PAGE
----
- Review Price: £656.67
Samsung has a good track record where portable laptops are concerned. You can track this all the way back to the Q35 (one of which still knocks around the TrustedReviews offices even now), its successor, the Q45, as well as last year’s two efforts the Q210 and Q310. All excellent laptops and most significantly they were affordable, something that can’t often be said of machines below the 2.0kg mark. Curiously, the advent of the netbook might have made this reputation less prestigious, but Samsung hasn’t missed the boat there either – its excellent NC10 set the benchmark for netbooks as far as we’re concerned.
However, while many seem preoccupied with netbooks, nothing can beat a proper notebook PC as far as power to weight ratio is concerned and the Q320 is Samsung’s latest effort. Based, as seems the fashion these days, on a 16:9 ratio display (13.4in in this instance) it continues Samsung’s reputation for affordability, cramming a comprehensive specification into its £650 price point of our review model, the NP-Q320-AS02UK.
For this money you get an Intel Core 2 Duo T6400, which runs at 2.0GHz, has 2MB L2 Cache and runs on an 800MHz front-side bus. This isn’t a Centrino 2 processor, so isn’t the latest of Intel’s mobile offerings, but it should offer enough processing punch for most needs. This is backed by 3GB DDR2 RAM and a 320GB hard drive, so the Q320 isn’t lacking for system memory or physical storage, either.
Unlike many notebooks in this form-factor you also get discrete graphics courtesy of an nVidia G105M with 256MB dedicated memory. Like the CPU this is no speed demon, but it offers just enough to run older games fairly comfortably, as proved by the solid 34.1 frames per second produced in ”Trackmania Nations” with detail set to Medium. In addition to all this you get both Draft-N Wi-Fi and Bluetooth 2.0, as well as Gigabit Ethernet for wired networking. Throw in a few other sundries such as a 1.3-megapixel webcam and you’ve got a system that offers all the features a typical user might need.
This includes decent connectivity. There are three USB ports in total, one of which also doubles as an eSATA port and another that remains powered when the machine is turned off – something that’s ideal for charging mobile phones and the like. You get both HDMI and VGA video outputs, headphone (line-out) and microphone (line-in) jacks for audio, while a 34mm ExpressCard slot adds support for additional peripherals. A 3-in-1 memory card reader on the front supports SD, SDHC and MMC formats. Handily, all these ports are labelled on the main body of the machine. In a new departure for Samsung, the Q320 also features a slot-loading 8x DVD-Rewriter drive, though it’s worth remembering it doesn’t support (albeit rare) non-standard size disks.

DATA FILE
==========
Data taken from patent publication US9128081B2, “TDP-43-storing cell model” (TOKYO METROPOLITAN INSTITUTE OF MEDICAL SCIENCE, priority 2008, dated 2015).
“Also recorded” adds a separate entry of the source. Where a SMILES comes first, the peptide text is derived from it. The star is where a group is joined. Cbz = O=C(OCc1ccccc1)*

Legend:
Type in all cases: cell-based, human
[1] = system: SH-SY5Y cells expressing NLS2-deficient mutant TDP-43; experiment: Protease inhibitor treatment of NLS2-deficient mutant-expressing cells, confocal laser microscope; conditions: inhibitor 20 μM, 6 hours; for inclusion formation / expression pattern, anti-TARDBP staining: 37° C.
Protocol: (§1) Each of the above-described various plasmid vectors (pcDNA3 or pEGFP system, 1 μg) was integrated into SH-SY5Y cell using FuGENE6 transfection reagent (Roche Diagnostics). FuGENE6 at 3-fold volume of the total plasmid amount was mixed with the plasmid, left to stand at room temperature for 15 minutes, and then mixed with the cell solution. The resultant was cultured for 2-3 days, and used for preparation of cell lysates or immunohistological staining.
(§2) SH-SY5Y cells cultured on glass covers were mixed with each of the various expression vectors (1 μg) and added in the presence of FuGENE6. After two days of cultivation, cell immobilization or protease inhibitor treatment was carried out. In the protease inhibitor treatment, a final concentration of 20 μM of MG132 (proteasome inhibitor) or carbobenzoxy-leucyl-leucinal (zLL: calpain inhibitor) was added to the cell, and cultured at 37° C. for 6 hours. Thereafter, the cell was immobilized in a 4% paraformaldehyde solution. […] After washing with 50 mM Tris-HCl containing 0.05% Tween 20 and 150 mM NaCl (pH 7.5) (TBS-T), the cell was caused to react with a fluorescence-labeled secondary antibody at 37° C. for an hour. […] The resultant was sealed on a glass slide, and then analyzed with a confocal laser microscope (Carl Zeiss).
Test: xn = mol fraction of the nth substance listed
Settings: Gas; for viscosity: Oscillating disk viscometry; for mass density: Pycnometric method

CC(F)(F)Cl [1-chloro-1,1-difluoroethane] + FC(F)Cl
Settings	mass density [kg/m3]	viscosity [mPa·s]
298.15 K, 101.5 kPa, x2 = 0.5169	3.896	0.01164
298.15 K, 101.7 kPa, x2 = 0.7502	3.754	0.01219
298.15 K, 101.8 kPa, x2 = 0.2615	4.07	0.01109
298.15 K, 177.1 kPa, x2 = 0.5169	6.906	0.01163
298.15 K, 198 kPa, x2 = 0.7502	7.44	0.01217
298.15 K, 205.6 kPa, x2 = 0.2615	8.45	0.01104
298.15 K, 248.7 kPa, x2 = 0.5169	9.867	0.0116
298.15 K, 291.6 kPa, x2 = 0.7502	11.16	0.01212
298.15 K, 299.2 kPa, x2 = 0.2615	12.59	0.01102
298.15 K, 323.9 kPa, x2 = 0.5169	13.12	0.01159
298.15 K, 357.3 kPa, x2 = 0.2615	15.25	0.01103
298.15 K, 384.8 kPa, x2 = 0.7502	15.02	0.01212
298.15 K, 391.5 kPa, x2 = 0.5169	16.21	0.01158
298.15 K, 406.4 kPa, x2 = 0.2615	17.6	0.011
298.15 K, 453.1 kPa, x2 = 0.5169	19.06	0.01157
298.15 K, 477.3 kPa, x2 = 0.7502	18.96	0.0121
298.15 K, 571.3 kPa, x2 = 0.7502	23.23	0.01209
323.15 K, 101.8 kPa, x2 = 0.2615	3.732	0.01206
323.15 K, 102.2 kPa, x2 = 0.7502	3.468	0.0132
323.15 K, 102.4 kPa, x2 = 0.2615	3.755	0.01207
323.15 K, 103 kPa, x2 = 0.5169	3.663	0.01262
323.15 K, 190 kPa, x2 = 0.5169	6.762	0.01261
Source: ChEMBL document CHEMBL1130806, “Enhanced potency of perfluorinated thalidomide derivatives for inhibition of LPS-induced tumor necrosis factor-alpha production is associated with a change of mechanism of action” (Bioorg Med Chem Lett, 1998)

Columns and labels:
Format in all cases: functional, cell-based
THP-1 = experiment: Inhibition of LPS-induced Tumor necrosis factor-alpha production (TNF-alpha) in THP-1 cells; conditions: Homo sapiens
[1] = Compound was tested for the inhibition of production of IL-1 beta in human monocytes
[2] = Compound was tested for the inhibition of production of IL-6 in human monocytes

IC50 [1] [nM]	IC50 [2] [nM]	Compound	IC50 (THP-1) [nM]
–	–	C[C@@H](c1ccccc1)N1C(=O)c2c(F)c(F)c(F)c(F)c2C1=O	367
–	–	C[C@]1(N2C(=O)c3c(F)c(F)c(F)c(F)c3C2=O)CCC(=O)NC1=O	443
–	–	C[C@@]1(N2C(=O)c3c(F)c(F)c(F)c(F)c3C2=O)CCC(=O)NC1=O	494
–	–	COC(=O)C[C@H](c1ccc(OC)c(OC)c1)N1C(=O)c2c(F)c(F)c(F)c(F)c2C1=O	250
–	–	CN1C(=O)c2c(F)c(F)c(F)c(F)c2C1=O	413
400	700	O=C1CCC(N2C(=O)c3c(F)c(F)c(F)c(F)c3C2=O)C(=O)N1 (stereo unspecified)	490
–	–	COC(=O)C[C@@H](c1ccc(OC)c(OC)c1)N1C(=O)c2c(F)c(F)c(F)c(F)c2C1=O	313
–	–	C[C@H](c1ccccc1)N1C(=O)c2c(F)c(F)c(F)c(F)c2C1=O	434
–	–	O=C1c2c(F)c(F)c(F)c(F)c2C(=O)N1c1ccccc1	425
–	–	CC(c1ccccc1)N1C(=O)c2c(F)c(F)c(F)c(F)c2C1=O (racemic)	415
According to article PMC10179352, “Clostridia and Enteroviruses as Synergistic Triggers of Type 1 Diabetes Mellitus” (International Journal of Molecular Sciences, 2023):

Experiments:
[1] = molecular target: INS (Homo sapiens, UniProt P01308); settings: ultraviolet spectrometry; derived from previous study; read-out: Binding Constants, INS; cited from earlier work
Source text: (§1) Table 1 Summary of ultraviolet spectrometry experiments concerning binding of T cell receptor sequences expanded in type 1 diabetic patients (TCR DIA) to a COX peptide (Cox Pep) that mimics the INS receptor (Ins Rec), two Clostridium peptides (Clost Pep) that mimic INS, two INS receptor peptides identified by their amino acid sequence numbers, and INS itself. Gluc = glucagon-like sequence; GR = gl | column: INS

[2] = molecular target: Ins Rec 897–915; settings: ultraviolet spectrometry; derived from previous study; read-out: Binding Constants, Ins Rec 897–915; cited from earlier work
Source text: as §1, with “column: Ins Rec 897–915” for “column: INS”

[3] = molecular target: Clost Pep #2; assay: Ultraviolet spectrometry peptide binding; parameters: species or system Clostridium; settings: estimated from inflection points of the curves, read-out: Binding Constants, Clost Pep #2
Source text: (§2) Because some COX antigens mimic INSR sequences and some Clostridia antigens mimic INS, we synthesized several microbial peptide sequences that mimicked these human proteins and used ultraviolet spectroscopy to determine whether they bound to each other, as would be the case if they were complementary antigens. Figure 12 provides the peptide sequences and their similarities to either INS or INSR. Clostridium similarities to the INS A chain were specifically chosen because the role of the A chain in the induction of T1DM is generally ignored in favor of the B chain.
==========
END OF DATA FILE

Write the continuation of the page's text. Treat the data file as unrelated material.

There’s little in the way of accessories in the box, with just a cleaning cloth and a software/driver CD supplied. No real attempt has been made to condense the power adapter, either. Measuring 123 x 29mm it weighs 270g alone, but combined with the attached wire and mains plug connection, you’re looking at an extra 570g in your bag.
Compared to the Q310, the Q320 is quite a departure in terms of design and a positive one at that. While it was hard to quibble with the build or layout of the Q310, Samsung’s ‘touch of colour’ design and fondness for glossy black plastic proved polarising. But, like with the R522 we reviewed recently, the Q320 abandons this approach in favour of simpler and more durable materials.
Glossy black remains on the lid, mind you, but inside the body of the machine is smooth matte black, punctured by the neat use of faux-chrome along the hinge section and around the touchpad. Combined with the frameless screen (another first for Samsung) and slim silver trim on the front and sides, the Q320 instantly impresses with its simplicity and class. It’s also a very well put together machine, with every element feeling taut and secure and no obvious signs of structural weakness.
This leaves our only real complaint, in terms of design, being the relative thickness and heft of the Q320. At a maximum 36mm thick and 2.18kg in weight this isn’t the lightest or slimmest machine in its class, though we wouldn’t class it as heavy, either. All we’d really ask is that it were just a few hundred grams lighter, pushing it under the 2kg threshold.